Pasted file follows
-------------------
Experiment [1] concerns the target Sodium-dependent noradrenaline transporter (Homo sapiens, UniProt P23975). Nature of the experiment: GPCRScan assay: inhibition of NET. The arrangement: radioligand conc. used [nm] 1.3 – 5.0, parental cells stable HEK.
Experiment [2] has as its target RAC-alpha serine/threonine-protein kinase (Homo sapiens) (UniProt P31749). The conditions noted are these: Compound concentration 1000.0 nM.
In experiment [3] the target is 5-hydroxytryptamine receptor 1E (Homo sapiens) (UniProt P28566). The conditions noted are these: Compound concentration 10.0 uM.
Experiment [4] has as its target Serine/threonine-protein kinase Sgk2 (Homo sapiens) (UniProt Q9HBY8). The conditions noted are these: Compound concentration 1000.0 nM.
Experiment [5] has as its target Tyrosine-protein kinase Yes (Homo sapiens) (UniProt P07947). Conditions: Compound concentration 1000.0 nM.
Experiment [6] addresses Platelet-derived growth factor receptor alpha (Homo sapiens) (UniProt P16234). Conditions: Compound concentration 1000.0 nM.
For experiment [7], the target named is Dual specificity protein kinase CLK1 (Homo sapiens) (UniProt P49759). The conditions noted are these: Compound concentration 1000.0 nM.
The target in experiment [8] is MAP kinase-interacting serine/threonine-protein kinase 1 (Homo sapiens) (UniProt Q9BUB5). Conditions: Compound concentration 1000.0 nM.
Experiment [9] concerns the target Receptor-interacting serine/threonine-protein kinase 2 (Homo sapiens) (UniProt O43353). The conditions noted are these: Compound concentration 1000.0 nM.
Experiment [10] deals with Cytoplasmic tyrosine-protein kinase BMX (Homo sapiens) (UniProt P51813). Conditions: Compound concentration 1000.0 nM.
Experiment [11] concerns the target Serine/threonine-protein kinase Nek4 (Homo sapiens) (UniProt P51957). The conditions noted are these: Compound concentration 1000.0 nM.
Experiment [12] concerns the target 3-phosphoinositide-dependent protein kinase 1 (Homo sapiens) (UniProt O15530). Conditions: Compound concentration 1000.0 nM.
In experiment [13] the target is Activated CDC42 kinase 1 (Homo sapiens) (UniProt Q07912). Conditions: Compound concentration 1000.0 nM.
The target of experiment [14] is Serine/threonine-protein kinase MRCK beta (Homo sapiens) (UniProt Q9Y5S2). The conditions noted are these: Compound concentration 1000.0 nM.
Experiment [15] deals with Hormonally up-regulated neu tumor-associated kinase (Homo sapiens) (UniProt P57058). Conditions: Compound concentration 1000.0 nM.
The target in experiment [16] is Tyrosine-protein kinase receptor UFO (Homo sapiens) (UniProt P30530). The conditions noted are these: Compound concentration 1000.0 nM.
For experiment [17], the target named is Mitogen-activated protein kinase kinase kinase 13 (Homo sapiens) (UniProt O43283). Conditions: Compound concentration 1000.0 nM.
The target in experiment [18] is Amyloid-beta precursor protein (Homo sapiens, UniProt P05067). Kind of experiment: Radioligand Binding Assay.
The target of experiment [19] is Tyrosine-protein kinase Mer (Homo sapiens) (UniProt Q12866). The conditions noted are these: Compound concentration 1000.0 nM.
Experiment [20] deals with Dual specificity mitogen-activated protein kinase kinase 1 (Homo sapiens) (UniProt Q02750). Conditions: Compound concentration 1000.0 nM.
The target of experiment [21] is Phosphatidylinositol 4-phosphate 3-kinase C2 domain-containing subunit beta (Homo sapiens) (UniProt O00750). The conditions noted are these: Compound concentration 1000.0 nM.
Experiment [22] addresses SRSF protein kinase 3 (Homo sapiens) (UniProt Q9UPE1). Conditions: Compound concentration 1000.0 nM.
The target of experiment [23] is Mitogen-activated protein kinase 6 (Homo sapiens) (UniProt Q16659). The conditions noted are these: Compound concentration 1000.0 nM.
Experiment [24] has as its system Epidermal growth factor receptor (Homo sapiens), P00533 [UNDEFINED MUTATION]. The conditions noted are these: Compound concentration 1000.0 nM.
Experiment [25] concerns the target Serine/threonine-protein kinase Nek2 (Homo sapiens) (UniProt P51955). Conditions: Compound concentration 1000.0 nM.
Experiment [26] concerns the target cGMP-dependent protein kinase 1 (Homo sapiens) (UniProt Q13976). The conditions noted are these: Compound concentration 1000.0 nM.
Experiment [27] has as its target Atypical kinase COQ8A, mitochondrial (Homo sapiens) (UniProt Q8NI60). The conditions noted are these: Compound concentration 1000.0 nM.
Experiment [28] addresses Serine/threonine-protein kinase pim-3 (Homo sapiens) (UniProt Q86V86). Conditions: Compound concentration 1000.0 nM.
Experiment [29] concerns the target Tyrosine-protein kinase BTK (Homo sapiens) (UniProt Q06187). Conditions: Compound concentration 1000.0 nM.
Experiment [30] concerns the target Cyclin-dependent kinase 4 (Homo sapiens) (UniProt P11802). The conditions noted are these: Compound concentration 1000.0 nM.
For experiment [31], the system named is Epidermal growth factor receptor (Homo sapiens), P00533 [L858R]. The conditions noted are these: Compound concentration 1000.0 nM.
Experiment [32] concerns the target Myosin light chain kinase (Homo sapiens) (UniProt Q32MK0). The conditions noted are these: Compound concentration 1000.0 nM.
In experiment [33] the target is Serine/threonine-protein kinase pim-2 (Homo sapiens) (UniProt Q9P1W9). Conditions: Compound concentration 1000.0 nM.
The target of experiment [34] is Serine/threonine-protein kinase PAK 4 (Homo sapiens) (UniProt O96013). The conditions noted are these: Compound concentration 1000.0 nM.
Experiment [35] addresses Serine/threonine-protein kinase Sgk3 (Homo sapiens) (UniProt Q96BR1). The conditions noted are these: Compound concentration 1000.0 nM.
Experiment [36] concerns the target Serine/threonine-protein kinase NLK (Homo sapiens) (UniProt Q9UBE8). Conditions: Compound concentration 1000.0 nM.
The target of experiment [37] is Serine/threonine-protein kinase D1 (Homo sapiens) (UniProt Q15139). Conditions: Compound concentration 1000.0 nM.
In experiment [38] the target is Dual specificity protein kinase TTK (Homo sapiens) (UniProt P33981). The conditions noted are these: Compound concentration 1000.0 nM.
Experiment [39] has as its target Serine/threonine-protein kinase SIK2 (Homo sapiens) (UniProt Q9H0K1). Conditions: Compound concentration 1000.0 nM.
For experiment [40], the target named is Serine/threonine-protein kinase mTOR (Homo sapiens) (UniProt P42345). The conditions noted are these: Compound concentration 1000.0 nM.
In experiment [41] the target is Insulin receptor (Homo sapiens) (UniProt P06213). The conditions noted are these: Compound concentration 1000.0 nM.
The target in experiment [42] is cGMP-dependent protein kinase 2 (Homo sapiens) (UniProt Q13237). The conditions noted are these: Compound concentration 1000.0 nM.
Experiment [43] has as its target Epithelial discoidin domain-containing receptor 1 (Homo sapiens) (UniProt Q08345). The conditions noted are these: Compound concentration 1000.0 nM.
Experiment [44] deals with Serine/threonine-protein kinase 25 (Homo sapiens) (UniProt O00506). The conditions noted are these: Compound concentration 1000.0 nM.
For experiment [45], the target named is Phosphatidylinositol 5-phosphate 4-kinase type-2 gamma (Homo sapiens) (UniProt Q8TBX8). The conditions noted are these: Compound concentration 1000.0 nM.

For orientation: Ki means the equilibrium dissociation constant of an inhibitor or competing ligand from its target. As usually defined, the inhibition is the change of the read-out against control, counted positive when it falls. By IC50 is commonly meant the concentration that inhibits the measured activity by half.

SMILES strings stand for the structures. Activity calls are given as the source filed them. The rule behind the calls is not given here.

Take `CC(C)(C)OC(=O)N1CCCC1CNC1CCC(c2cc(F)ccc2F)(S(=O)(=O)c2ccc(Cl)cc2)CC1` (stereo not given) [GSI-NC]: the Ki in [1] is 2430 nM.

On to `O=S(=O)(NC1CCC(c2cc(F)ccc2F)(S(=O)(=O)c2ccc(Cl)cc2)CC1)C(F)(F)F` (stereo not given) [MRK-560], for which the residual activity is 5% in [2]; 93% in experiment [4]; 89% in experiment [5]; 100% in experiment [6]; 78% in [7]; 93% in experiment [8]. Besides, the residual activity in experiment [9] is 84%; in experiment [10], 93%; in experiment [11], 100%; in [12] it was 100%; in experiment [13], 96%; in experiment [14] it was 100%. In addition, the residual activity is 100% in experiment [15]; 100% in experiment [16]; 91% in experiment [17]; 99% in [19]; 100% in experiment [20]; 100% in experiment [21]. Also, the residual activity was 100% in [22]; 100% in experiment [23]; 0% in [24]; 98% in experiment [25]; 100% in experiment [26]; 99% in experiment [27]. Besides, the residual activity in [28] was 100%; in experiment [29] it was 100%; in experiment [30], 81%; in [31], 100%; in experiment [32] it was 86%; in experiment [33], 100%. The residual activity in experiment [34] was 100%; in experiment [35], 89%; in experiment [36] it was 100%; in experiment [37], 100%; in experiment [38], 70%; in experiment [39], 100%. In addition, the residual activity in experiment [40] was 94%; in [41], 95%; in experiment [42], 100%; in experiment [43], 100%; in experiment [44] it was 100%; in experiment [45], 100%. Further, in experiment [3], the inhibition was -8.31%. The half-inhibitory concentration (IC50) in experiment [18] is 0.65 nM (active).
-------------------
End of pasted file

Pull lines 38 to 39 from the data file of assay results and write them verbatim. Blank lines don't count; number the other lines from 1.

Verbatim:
In experiment [38] the target is Dual specificity protein kinase TTK (Homo sapiens) (UniProt P33981). The conditions noted are these: Compound concentration 1000.0 nM.
Experiment [39] has as its target Serine/threonine-protein kinase SIK2 (Homo sapiens) (UniProt Q9H0K1). Conditions: Compound concentration 1000.0 nM.